very, very different. it's revising its first generation agreement with mexico, and it has some stronger wto-plus commitments to canadian one. so the e.u. has a very mixed bag. so after more than two years and ten rounds, substantive differences remain. but we're really in the early stagings. if we're honest here and we look at how long it took to do tpp, it does highlight the difficulties of reconciling legitimacy, expediency and efficiency. so i should think, like gary, we can expect some very many long-term negotiations. [inaudible conversations] >> you know, the one thing that we need to remember is this is a living agreement. so we can also expect some issues to be shelfed or dealt with later on. i think it's going to be a long-term process. and if we look at what's actually done now, you know, all this sort of sectors, the only
one that's actually had any proposals on the table and movement has been in textiles. it's highly likely that some of them are going to be shelfed or not dealt with during this agreement. i don't know, it's a living agreement, you know? you pointed out you don't think there'll be one ambitious agreement. i'm in accord with that. so the state of negotiations are, you know, if you look at what we've actually offered, you know, tariff offers have been exchanged, you know? they're going to be -- there are going to be discussions on public procurement, but the exclusion of the states. the regulatory corporations, the textile sector is the only one with shared positions. others will be negotiated at a later date. and so we have some movement in the area of rules with customs and trade facilitation, and we also have a draft-consolidated text on smes. and so we are making progress, but it's going to take us some time as we expect with any trade agreement. but the interesting thing about ttip is many of the issues under negotiation are not new.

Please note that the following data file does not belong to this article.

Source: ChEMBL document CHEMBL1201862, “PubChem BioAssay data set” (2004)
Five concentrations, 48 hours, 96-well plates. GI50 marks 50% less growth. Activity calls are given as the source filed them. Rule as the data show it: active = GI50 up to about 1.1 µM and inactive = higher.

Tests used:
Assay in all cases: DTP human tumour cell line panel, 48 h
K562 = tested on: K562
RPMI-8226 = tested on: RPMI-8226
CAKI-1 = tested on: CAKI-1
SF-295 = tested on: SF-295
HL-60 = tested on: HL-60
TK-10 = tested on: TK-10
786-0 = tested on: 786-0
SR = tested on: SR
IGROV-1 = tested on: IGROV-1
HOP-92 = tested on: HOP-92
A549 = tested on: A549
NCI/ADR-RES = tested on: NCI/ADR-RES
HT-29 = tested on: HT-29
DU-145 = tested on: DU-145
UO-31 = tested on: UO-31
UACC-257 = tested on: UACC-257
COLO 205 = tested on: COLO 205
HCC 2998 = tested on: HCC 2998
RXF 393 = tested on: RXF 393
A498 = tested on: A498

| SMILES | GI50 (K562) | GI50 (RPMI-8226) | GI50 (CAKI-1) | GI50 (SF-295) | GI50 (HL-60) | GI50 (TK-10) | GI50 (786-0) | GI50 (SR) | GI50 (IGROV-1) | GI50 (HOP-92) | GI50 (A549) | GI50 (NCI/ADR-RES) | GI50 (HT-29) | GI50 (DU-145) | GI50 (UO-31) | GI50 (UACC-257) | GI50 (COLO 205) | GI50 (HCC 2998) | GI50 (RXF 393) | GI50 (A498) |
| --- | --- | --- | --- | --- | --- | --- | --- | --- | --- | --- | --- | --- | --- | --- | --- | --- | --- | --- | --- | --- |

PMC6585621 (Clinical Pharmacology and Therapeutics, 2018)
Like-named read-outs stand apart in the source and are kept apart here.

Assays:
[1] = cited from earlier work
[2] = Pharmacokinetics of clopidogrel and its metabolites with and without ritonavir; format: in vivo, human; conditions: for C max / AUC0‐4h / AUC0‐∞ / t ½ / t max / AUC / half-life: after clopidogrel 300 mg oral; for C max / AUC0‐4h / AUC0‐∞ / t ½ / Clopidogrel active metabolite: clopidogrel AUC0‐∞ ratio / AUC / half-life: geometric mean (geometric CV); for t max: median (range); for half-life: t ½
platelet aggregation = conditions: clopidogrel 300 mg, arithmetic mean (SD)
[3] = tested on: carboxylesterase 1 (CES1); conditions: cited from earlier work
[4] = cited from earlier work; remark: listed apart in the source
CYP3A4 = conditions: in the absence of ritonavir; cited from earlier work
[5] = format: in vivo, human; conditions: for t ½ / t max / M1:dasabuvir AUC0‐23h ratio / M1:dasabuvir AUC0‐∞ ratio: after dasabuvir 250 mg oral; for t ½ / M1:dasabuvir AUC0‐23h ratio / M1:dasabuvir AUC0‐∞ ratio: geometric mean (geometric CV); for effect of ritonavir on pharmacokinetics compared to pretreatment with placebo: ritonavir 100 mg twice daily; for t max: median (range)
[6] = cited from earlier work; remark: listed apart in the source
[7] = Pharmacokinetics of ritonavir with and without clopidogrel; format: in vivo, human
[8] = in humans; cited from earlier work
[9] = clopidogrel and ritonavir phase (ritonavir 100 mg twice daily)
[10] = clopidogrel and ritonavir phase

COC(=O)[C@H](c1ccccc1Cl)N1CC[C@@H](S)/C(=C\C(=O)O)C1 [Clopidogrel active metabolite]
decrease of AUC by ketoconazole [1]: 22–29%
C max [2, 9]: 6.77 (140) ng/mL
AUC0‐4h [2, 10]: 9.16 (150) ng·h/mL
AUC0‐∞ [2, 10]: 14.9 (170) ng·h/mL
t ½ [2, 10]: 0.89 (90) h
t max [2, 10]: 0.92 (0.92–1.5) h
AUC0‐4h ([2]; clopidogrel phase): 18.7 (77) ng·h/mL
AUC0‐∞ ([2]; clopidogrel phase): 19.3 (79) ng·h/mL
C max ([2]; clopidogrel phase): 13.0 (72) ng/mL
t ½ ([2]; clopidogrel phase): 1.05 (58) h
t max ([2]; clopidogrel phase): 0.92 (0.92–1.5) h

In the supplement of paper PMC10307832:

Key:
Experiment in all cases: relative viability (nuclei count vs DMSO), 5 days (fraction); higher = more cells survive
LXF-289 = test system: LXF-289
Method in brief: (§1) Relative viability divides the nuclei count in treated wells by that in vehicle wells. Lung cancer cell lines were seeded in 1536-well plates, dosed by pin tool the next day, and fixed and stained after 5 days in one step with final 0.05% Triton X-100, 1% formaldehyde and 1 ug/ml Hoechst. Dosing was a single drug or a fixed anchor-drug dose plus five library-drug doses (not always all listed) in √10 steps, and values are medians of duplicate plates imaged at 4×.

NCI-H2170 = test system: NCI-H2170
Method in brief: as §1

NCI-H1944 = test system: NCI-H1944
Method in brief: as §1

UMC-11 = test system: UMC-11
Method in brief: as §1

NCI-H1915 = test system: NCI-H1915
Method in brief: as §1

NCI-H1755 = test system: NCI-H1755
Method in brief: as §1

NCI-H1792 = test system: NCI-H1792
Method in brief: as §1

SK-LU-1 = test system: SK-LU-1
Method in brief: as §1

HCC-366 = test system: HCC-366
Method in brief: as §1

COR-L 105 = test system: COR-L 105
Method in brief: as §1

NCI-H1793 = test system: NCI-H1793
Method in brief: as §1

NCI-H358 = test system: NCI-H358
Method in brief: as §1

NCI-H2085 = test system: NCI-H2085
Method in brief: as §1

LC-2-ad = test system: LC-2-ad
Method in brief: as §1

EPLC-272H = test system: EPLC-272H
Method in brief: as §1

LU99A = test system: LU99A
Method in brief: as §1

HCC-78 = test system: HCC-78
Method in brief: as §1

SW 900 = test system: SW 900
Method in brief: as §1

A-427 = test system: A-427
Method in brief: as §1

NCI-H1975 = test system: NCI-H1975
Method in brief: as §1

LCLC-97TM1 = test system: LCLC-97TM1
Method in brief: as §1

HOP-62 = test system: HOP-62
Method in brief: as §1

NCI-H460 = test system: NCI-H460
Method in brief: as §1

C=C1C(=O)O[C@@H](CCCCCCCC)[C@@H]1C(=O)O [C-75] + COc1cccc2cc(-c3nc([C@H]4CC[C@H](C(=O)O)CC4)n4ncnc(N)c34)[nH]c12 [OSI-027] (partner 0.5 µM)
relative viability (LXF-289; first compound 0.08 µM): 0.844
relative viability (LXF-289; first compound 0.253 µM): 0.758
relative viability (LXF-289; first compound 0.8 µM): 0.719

they've been the subject of continual negotiations and discussions for more than two decades to reduce regulatory barriers, promote regulatory cooperation. this is not a tab la race saw. we've been trying to have early warning systems, good manufacturing practices. we've got a lot of acronyms to remember that we've built on, transatlantic business dialogue, transatlanticking economic council, so i think that's very important. so regulatory cooperation is the key chapter to the overall success of ttip. there are lots of examples of these nontariff barriers, technical barriers to trade due to differences in regulations. we have differences in import licensing, customs valuation, preshipment inspection rules of origin as well as the tbts and spfs in agriculture such as domestic standardization rules, double conformity assessment,